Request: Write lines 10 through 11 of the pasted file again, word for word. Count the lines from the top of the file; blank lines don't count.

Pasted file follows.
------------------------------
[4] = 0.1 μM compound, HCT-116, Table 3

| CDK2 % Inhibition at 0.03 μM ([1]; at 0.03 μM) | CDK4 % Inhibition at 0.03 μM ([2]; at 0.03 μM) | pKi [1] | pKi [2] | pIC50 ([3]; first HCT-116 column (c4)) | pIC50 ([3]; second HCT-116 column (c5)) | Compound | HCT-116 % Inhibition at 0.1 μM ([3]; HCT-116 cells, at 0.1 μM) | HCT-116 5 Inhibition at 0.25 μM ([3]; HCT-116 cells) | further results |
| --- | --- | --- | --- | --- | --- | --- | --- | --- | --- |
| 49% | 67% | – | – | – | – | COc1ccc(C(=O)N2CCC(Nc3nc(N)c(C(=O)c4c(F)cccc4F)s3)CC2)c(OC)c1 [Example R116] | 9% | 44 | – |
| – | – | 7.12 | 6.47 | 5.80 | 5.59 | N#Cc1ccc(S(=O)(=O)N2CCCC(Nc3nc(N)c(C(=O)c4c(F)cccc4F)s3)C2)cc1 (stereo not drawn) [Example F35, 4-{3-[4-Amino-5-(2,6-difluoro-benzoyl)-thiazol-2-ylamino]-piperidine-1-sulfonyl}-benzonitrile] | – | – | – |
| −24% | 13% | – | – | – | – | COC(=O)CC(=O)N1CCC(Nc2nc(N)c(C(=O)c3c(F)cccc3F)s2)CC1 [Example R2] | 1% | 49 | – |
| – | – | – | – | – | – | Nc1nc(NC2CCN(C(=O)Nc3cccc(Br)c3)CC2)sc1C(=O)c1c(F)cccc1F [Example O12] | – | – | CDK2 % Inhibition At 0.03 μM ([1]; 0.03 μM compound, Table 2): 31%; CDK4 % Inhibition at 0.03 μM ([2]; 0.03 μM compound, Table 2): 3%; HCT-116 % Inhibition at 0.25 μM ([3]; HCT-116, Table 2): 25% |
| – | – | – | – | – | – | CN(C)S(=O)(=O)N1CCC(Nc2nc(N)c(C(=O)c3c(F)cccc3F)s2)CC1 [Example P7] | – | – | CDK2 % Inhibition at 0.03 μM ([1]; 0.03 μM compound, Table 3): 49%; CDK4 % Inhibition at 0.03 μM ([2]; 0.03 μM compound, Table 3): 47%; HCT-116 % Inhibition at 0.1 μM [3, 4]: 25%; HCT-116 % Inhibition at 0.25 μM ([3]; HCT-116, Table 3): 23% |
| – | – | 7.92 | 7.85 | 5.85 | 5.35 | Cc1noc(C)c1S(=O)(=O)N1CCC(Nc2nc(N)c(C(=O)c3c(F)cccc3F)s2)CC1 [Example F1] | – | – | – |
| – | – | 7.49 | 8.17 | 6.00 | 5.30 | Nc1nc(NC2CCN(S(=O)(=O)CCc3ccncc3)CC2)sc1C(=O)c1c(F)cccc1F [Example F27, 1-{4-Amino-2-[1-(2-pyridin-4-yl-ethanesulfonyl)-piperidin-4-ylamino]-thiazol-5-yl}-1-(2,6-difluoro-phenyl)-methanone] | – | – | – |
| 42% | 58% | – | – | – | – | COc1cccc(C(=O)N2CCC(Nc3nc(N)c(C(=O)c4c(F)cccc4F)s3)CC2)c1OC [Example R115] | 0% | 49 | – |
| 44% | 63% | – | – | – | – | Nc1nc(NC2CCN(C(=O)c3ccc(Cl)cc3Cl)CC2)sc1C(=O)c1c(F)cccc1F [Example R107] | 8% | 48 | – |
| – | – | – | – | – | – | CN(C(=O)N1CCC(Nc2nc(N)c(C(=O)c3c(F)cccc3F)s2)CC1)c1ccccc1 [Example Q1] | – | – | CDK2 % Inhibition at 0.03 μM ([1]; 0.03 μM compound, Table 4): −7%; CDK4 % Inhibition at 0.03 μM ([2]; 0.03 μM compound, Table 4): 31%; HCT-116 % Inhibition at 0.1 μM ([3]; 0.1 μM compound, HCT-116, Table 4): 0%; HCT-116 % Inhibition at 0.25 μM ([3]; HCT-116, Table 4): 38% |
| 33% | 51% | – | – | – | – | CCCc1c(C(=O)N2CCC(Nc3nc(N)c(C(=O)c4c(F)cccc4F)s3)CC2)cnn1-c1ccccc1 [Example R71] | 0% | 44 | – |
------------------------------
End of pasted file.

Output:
| – | – | 7.49 | 8.17 | 6.00 | 5.30 | Nc1nc(NC2CCN(S(=O)(=O)CCc3ccncc3)CC2)sc1C(=O)c1c(F)cccc1F [Example F27, 1-{4-Amino-2-[1-(2-pyridin-4-yl-ethanesulfonyl)-piperidin-4-ylamino]-thiazol-5-yl}-1-(2,6-difluoro-phenyl)-methanone] | – | – | – |
| 42% | 58% | – | – | – | – | COc1cccc(C(=O)N2CCC(Nc3nc(N)c(C(=O)c4c(F)cccc4F)s3)CC2)c1OC [Example R115] | 0% | 49 | – |